[latex]C_p[/latex]: specific heat, in kJ/kgK. Note that for solids and liquids, [latex]C_p=C_v[/latex]. Table G2 and Table G3 list the specific heats of selected solids and liquids, respectively.

[latex]T[/latex]: absolute temperature, in Kelvin

6.7.3 Determining the specific entropy of ideal gases

The specific entropy of an ideal gas is a function of both temperature and pressure. Here we will introduce a simplified method for calculating the change of the specific entropy of an ideal gas in a process by assuming constant specific heats. This method is reasonably accurate for a process undergoing a small temperature change.





[latex]C_p[/latex], [latex]C_v[/latex] and [latex]R[/latex] are the constant-pressure specific heat, constant-volume specific heat, and gas constant, respectively, in kJ/kgK. Table G1 lists these properties of selected ideal gases.

[latex]T[/latex]: absolute temperature, in Kelvin

[latex]P[/latex]: pressure, in kPa

[latex]s[/latex]: specific entropy, in kJ/kgK

[latex]v[/latex]: specific volume, in m3/kg


Example 3

Air is compressed from an initial state of 100 kPa, 27oC to a final state of 600 kPa, 67oC. Treat air as an ideal gas. Calculate the change of specific entropy, [latex]\Delta s[/latex], in this process. Is [latex]\Delta s = s_{gen}[/latex]?



From Table G1: Cp = 1.005 kJ/kgK, R = 0.287 kJ/kgK

[latex]\begin{align*} \Delta s &= s_2 - s_1 = C_pln\displaystyle\frac{T_2}{T_1}-Rln\frac{P_2}{P_1} \\&= 1.005 ln\dfrac{273.15 + 67}{273.15 + 27} - 0.287ln\dfrac{600}{100} = -0.3885 \ \rm{kJ/kgK} \end{align*}[/latex]


It is important to note that [latex]\Delta s \neq s_{gen}[/latex] in general. The specific entropy decreases in this process, but the rate of entropy generation is always greater than zero in a real process.

6.7.4 Isentropic relations for an ideal gas


If a process is reversible and adiabatic, it is called an isentropic process and its entropy remains constant. An isentropic process is an idealized process. It is commonly used as a basis for evaluating real processes. The concept of isentropic applies to all substances including ideal gases. The following isentropic relations, however, are ONLY valid for ideal gases.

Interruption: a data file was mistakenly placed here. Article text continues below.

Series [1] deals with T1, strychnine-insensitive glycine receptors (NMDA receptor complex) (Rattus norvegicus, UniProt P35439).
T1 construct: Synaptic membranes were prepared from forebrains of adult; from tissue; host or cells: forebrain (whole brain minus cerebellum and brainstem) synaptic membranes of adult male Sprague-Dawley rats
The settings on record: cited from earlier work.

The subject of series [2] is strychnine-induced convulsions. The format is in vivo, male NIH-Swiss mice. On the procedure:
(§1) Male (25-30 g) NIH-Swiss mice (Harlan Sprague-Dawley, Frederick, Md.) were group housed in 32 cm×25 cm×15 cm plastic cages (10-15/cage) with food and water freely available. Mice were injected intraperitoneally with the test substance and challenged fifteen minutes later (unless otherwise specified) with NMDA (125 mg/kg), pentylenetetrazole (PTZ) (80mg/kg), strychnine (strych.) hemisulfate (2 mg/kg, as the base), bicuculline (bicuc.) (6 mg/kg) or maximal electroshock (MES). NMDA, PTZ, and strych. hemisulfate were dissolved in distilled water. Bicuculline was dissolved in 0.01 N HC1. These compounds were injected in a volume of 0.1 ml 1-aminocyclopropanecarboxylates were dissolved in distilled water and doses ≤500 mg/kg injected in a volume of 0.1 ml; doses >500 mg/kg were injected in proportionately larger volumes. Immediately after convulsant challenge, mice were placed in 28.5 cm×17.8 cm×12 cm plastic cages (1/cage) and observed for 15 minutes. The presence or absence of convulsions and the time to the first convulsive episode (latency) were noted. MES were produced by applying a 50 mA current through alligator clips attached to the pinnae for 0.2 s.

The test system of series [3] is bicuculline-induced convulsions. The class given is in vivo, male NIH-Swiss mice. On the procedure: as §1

[latex]Pv^k= \rm{constant}[/latex]   and    [latex]\displaystyle\frac{P_2}{P_1}=\displaystyle\left(\displaystyle\frac{v_1}{v_2}\right)^k=\left(\frac{T_2}{T_1}\right)^{k/(k-1)}[/latex]


[latex]k=\dfrac{C_p}{C_v}[/latex]: specific heat ratio. The [latex]k[/latex] values of selected ideal gases can be found in Table G1.

[latex]T[/latex]: absolute temperature, in Kelvin

[latex]P[/latex]: pressure, in kPa

[latex]v[/latex]: specific volume, in m3/kg

It is noted that the isentropic relation [latex]Pv^k = \rm{constant}[/latex] for ideal gases is actually a special case of the polytropic relation [latex]Pv^n = \rm{constant}[/latex]  with [latex]n = k = \dfrac{C_p}{C_v}[/latex].


Example 4

Derive the isentropic relation [latex]Pv^k= \rm{constant}[/latex]


For an ideal gas undergoing an isentropic process,

[latex]\Delta s = s_2 - s_1 =C_pln\displaystyle\frac{T_2}{T_1}-Rln\frac{P_2}{P_1}=0[/latex]

Substitute [latex]C_p = \dfrac{kR}{k-1}[/latex] in the above equation and rearrange,

[latex]\because \dfrac{k}{k-1}ln\dfrac{T_2}{T_1} = ln\dfrac{P_2}{P_1}[/latex]

[latex]\therefore ln\left(\dfrac{T_2}{T_1}\right)^{\dfrac{k}{k-1}} = ln\dfrac{P_2}{P_1}[/latex]

[latex]\therefore \dfrac{P_2}{P_1} = \left(\dfrac{T_2}{T_1}\right)^{\dfrac{k}{k-1}}[/latex]

Combine with the ideal gas law, [latex]Pv = RT[/latex],

[latex]\therefore \dfrac{P_2}{P_1} = \left(\dfrac{T_2}{T_1}\right)^{\dfrac{k}{k-1}} = \left(\dfrac{P_{2}v_{2}}{P_{1}v_{1}}\right)^{\dfrac{k}{k-1}}[/latex]

[latex]\therefore \dfrac{P_2}{P_1} = \left(\dfrac{v_1}{v_2}\right)^k[/latex]

[latex]\therefore Pv^k = \rm{constant}[/latex]   and   [latex]\dfrac{P_2}{P_1} = \left(\dfrac{v_1}{v_2}\right)^k = \left(\dfrac{T_2}{T_1}\right)^{\dfrac{k}{k-1}}[/latex]